What You Should Know Before Traveling to Costa Rica
What should you know before traveling to Costa Rica? You should know how to relax and Pura Vida for starters. However, when traveling to any foreign country, preparing yourself for culture, crisis, and atmosphere will make your trip much more enjoyable.
Below are a few pro-hacks, tips, and suggestions for anyone looking to travel to Costa Rica. This isn't just some online researched-over-the-web list of ideas either; this list is built from real experience. You can also download the InCostaRica app to get started on planning your quarantine escape.
So, dust off that fanny-pack, grab some pen and paper and let's get started.
Need to Know Laws
I am going to get this out of the way. Laws can be boring, but you are going to be better for knowing them. These are just a couple of primary rules to keep in mind when moving about in Costa Rica.
When you enter Costa Rica, you have to have a ticket out within the 90 days you are allowed to stay in the country. They don't care how -- plane or bus, doesn't matter -- you just have to show proof to the agent.
You can literally buy a plane ticket and refund it quicker than you can say 'Tuanis.' This is an option if you aren't sure when are leaving. If you are coming in through the Fronteras (borders), there are bus tickets you can buy that cost around 15,000 colones.
These come in handy and can be used a couple of times throughout the year as proof of exit. You just have to change the departure date.
The dreaded visa run. It's a market these days and has to be done. When you enter the country, they stamp your passport and scribble 90 in there. This is an all-access ticket for a 90-day ride in Costa Rica.
Times up? Return to the border and do it all over again with a proof of exit.
There are tour groups that offer rides to and from the border. There are also rideshare Facebook groups. However, the cheapest and most reliable route is the bus. There is a bus to the Frontera de Nicaragua every couple of hours from Liberia, Guanacaste, which obviously returns. On a good day, this route takes about 6 hours round trip.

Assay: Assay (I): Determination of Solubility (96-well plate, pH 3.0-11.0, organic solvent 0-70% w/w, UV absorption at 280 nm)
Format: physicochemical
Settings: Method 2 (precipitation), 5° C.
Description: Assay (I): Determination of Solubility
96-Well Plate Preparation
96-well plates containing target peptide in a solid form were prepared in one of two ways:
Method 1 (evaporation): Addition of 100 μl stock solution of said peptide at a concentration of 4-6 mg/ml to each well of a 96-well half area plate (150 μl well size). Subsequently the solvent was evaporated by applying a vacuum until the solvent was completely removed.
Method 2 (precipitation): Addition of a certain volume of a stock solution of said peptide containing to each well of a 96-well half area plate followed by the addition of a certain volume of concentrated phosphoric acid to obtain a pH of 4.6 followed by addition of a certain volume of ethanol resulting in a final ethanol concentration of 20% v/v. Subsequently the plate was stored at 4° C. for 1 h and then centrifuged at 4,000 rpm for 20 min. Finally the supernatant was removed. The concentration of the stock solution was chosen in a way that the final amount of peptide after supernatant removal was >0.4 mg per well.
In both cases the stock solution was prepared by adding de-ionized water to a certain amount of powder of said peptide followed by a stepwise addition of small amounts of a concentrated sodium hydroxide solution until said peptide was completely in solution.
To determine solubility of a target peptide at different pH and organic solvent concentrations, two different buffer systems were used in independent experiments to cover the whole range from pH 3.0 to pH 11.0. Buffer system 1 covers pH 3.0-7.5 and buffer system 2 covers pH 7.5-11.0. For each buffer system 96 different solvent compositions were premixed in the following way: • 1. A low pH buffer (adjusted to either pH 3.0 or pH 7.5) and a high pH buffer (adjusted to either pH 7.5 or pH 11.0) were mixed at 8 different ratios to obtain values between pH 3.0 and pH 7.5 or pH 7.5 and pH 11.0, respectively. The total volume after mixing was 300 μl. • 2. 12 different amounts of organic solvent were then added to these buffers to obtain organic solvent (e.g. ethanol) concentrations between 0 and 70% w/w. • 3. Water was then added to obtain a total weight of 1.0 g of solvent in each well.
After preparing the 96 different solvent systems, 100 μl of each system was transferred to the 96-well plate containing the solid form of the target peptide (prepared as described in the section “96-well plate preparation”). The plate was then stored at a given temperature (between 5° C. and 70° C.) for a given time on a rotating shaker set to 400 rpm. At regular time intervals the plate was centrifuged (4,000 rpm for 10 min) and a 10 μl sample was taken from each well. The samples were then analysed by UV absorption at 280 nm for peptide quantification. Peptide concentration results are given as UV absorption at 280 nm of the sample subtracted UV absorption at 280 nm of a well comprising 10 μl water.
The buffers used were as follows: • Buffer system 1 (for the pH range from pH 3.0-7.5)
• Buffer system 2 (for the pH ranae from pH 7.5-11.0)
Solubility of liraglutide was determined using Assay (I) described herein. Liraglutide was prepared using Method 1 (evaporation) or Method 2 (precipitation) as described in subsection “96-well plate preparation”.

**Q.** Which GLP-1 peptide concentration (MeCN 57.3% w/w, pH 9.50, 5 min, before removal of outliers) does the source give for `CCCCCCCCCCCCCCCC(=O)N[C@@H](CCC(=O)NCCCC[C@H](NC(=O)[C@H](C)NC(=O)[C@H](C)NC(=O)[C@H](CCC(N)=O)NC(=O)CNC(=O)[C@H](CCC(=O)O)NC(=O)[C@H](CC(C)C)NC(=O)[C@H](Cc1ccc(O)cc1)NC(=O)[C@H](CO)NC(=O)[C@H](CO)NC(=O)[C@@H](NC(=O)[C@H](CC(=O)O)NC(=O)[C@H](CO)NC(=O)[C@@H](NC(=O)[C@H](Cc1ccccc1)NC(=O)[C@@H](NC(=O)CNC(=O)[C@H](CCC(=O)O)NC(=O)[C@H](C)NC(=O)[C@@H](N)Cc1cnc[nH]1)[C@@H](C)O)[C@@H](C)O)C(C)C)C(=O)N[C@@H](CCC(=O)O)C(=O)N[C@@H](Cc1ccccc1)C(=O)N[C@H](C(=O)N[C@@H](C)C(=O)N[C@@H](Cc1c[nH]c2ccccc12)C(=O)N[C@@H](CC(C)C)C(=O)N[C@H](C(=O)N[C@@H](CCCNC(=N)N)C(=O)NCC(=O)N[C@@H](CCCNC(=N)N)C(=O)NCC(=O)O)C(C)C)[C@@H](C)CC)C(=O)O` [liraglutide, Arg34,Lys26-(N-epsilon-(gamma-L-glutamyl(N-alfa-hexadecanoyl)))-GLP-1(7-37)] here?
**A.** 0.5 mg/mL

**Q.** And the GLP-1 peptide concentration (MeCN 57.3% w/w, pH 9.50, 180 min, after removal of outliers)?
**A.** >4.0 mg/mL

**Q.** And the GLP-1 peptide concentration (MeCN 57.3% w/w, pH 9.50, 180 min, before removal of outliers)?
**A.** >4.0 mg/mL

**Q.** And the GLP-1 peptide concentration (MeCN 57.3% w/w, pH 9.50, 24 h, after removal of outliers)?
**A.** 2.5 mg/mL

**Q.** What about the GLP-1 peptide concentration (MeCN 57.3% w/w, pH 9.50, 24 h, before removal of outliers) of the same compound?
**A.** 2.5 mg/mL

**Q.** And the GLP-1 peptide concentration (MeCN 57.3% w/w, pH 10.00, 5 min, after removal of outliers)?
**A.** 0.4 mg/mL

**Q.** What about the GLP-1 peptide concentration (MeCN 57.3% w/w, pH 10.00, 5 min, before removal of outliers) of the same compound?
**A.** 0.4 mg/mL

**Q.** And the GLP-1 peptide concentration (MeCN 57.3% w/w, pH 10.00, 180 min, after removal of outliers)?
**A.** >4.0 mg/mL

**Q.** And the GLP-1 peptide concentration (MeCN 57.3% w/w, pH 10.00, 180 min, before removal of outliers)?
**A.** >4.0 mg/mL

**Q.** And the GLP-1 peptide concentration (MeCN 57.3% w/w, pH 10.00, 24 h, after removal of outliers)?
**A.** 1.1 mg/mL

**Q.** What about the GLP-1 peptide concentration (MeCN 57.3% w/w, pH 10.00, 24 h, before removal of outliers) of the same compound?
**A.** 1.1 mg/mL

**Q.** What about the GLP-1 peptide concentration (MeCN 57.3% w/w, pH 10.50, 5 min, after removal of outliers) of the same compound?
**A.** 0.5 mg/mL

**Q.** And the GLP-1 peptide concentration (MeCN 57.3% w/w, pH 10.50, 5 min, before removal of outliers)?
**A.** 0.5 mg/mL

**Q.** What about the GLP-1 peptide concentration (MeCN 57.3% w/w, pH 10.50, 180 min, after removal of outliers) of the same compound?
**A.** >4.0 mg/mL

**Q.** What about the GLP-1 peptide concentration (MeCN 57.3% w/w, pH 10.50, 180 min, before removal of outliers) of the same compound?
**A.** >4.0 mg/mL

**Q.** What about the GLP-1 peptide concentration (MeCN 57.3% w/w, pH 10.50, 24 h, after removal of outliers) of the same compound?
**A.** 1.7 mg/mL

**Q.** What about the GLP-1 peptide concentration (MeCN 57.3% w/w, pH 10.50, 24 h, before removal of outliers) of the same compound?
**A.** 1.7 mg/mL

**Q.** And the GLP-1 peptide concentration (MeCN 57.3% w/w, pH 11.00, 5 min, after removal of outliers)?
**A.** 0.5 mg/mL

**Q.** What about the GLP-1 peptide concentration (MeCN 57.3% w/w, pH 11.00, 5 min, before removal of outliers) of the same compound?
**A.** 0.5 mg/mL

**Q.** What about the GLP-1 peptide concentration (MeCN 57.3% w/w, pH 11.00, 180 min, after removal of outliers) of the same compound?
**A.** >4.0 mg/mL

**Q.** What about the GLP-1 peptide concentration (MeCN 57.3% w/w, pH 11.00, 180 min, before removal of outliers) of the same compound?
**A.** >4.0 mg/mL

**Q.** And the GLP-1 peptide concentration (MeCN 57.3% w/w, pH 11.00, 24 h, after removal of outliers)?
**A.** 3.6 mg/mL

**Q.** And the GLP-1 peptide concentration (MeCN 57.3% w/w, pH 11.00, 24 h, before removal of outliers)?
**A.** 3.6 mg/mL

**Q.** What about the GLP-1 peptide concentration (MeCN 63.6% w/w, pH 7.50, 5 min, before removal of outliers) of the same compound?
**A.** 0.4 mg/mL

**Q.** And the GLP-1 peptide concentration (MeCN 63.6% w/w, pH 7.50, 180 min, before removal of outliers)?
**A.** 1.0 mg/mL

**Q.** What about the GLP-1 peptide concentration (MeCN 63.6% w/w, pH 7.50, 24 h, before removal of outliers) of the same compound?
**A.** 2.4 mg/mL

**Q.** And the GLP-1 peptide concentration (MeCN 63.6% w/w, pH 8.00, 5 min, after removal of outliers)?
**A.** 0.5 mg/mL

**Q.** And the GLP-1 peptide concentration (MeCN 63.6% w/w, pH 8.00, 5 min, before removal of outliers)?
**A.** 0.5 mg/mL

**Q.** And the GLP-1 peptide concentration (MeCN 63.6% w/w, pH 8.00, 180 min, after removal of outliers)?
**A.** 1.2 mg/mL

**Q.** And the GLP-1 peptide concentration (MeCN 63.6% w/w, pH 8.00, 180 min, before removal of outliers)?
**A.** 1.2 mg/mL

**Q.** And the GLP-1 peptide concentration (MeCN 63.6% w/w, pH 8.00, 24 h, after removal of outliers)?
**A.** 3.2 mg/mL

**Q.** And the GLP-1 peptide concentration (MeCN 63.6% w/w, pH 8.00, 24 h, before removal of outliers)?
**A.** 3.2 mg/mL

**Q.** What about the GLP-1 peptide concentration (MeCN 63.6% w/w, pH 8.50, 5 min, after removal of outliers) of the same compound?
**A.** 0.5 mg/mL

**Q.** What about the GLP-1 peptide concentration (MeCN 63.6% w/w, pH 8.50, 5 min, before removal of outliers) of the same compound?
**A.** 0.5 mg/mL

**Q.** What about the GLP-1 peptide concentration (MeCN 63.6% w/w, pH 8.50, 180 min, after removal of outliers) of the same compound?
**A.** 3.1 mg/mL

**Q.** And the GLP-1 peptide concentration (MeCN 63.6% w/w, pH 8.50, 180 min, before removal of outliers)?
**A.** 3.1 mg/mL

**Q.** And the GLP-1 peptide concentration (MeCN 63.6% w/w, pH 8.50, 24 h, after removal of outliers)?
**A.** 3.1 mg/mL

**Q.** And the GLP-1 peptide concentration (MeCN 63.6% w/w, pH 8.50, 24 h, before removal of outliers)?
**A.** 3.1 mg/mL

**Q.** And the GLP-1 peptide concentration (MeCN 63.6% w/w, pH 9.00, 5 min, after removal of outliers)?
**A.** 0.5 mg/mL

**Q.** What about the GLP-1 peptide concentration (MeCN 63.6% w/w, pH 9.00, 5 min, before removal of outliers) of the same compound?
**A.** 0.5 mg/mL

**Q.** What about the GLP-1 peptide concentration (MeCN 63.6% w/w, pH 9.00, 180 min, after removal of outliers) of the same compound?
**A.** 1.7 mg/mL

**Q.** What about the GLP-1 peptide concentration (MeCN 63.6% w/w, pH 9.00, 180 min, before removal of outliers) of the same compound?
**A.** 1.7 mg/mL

There are also schedules from San Jose and other terminals throughout the country to Penas Blancas (Nicaragua border) and to the Panama Border for those closer to that Frontera.
It is a good idea to familiarize yourself with this process or get a buddy who has done it before to help you through the first time. After that, it is a breeze.
Tips: Do not be sidetracked by the attendants at the Frontera. They are not needed, and you do not have to pay them to park or guide you. Also, we suggest taking a photo of the bus schedules wherever you are traveling. Just a quick snap can save you a lot of frustration later.
Passport Driving License
Some say you can drive around with just a photocopy of your passport and exit stamp, not exactly. You must have your passport on your person for your country's driving license to be valid.
Sometimes it works, but it depends on the officer that you interact with. But, if you have the correct info already with you, then you won't ever have to worry. The reason behind the copy not working is because people take photos of other 90-day stamps to go with their passport.
Marijuana is NOT Legal